Last week, our Max Boot wrote to disagree with a New York Times column that supported Pentagon budget cuts and praised former Secretary of Defense Donald Rumsfeld’s position on transformation of the military. Mr. Rumsfeld has written us to reply:
I was amazed to read in Max Boot’s blog post, “Technology is No Substitute for Troops,” that “Rumsfeld was actually planning to cut two divisions from an army which had already been cut by one-third since the end of the Cold War.” That is flat wrong. There was not any plan to cut the size of the U.S. Army that I was ever aware of. No such plan was ever presented to me. Further, I would not have supported it if such a plan had been brought to me. Nor have I ever uttered the words that “technology is a substitute for troops.”
When I arrived at the Pentagon in 2001, my focus was on increasing the budget for the Defense Department to undo the damage that cuts in the 1990s had inflicted on our Armed Forces. That included investing in technologies such as UAVs and precision guided munitions, and considerably strengthened our special forces—in numbers, equipment and authorities–but also increasing the size of our ground forces as necessary. Indeed, in 2004 and 2006, we increased the end strength of both forces by tens of thousands of troops.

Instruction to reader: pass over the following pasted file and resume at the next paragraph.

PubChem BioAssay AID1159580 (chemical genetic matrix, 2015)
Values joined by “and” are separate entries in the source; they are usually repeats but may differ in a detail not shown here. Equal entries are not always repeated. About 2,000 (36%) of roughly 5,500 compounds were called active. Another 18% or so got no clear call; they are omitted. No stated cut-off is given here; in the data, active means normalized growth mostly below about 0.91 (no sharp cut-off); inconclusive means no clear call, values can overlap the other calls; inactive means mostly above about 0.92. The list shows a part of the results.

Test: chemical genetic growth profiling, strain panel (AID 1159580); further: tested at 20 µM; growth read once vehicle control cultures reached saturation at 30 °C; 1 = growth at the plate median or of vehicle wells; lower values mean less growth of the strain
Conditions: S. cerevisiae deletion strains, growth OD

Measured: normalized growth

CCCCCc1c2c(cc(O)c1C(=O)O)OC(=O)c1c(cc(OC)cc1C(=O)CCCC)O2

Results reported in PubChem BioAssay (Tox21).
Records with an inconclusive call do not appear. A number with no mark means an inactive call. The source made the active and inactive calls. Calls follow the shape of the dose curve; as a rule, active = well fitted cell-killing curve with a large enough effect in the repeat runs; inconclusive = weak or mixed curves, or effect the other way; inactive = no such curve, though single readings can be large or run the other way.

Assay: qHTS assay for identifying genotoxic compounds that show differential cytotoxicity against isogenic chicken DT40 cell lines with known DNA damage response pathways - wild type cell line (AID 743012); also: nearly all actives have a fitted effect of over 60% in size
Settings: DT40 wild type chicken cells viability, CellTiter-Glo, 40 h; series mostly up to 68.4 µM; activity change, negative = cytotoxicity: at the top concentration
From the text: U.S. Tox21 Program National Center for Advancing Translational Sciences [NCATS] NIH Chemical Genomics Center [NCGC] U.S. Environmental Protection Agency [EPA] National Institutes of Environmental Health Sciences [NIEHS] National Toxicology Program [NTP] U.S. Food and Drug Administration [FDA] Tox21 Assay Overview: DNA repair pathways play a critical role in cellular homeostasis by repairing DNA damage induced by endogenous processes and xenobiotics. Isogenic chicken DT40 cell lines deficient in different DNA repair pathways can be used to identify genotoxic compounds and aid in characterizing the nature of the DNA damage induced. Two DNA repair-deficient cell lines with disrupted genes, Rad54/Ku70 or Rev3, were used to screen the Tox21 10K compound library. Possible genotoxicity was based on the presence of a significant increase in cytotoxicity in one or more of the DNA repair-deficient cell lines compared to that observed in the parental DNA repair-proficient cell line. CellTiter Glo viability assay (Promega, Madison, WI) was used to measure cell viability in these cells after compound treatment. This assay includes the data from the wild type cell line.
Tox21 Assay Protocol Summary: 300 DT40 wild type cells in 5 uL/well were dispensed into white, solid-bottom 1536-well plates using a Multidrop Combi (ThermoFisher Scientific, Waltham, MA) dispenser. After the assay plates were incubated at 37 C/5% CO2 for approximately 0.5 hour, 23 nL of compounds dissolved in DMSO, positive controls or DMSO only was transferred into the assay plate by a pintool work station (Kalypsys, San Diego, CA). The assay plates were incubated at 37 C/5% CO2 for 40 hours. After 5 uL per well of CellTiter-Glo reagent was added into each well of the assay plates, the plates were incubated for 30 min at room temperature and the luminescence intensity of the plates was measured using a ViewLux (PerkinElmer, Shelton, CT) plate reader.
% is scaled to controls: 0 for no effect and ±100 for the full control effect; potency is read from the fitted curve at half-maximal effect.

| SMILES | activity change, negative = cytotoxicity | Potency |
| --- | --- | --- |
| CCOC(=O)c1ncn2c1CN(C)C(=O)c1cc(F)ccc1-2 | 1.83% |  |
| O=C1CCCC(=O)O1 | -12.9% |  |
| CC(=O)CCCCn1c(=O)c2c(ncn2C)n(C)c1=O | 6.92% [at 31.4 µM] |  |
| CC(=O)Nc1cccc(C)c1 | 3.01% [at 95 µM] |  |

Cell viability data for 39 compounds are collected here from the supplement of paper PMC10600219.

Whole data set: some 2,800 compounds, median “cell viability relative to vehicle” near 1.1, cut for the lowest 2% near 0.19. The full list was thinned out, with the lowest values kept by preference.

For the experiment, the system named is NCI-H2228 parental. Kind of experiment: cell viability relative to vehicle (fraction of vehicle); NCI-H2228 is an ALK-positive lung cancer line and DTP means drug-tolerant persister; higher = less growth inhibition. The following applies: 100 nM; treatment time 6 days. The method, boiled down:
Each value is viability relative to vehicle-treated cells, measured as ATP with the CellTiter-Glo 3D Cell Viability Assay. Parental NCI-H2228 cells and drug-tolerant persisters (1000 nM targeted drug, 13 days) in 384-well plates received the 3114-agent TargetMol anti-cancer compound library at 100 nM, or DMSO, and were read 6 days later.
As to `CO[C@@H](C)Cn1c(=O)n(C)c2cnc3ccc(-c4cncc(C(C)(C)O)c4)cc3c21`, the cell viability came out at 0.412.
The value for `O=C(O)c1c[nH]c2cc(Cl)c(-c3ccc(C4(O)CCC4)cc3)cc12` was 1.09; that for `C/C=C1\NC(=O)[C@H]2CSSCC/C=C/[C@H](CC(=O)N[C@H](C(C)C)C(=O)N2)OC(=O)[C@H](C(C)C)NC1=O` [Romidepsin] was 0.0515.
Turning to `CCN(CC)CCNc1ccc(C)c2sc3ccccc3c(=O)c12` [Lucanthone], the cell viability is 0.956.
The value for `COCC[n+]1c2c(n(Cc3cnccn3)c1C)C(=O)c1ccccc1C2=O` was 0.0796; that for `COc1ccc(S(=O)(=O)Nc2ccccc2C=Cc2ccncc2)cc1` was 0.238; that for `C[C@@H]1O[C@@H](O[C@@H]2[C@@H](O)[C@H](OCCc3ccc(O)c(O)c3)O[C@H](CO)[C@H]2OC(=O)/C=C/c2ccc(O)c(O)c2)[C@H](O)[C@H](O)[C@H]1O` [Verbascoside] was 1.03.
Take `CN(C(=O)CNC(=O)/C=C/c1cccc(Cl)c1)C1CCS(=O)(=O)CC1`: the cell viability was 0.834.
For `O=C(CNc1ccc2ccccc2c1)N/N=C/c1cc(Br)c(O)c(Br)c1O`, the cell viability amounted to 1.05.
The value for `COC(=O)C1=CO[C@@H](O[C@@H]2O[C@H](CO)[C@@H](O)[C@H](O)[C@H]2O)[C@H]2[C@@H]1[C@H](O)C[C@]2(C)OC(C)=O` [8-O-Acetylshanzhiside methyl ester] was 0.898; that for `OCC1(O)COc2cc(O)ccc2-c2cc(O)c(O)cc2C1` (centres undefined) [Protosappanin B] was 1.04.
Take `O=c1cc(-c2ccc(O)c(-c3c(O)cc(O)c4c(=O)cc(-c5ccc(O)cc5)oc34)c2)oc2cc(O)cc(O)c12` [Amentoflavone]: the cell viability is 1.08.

Boot, apparently with no documentation to support his misguided allegations, then attributes a view to me that is preposterous: “Slash ground forces to the bone, they argue–we’ll never need to fight another major ground war again.” His assertion flies in the face of the facts. During my two tenures as secretary of defense, I never advocated reducing the size of ground forces, nor was I ever asked to approve a plan to do so. In the process of writing my memoir, I have scoured hundreds of thousands of documents, many of which have been made public at www.rumsfeld.com, and not one even hints at the idea that I favored cutting ground forces.